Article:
Monday, March 1, 2010

City seeking injunction against hydropower company over flashboard height

According to The Sun Lowell is seeking an injunction against Enel North America, who runs the Boott Hydro Project on the Northern Canal.  The reason is they are apparently keeping the flashboards a foot higher than agreed to.  I had previously stated (http://coreysciuto.blogspot.com/2010/02/topography-and-waterpower.html) I wasn't going to weigh in on who is right here and who isn't out of not knowing enough to speak fairly*, but I do follow this stuff and Enel, to their credit, has a fairly lengthy report available on the situation.  Interesting to note:  The Wang Agreement, which is supposedly what Enel is violating...in their own document Enel argues they were never a party to it:

http://docs.google.com/fileview?id=0B1TMyb032YNnY2EzYmZmMzktNTMxZi00NDE4LWI4YmItNzAzODQ4ZDM0MWIy&hl=en


*Now, obviously if Enel is purposely keeping these boards too high, or worse, as some claim, strengthening the pins to make failure of the boards (dropping the river level) less likely, they should be punished.  And it sounds like that is precisely what is going on.  Enel's own write-up makes it clear the four-foot boards (with an extra foot as a separate board that fails very easily) is the historically correct option.  How greedy is the extra foot of head?  By the calculations I did in my earlier post, would cost the plant .4MW, or about 4% of its theoretical output.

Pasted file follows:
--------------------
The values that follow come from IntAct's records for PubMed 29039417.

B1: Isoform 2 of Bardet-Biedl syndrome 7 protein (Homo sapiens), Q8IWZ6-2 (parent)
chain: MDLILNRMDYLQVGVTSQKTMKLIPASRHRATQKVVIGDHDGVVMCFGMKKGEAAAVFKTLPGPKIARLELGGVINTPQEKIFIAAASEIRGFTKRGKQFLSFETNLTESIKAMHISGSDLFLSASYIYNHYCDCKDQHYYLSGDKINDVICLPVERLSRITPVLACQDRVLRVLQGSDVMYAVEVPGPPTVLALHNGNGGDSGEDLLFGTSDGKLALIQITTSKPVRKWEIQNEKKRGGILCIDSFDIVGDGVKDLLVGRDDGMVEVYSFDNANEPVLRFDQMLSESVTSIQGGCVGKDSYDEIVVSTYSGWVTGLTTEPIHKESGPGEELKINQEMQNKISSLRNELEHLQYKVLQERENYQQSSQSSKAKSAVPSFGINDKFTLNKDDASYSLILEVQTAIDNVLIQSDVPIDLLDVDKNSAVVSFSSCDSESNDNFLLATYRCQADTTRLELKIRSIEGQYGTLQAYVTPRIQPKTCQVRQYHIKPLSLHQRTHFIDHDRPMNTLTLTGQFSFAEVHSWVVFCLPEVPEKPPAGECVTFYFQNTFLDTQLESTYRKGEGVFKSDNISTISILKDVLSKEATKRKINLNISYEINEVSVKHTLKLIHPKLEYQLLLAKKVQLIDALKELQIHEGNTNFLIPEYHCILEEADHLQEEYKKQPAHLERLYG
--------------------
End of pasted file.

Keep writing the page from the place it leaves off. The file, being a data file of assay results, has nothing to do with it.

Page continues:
That said, the floods in 2006 and 2007 were incredibly powerful acts of nature and Clay Pit Brook is extremely low-lying, as I also discussed a few weeks ago in that above post.  How much effect did a few extra inches on some plywood boards really have?  My guess is unless many of the boards really did completely fail to release, not much - yet that's exactly what some are claiming.

No comments:

Post a Comment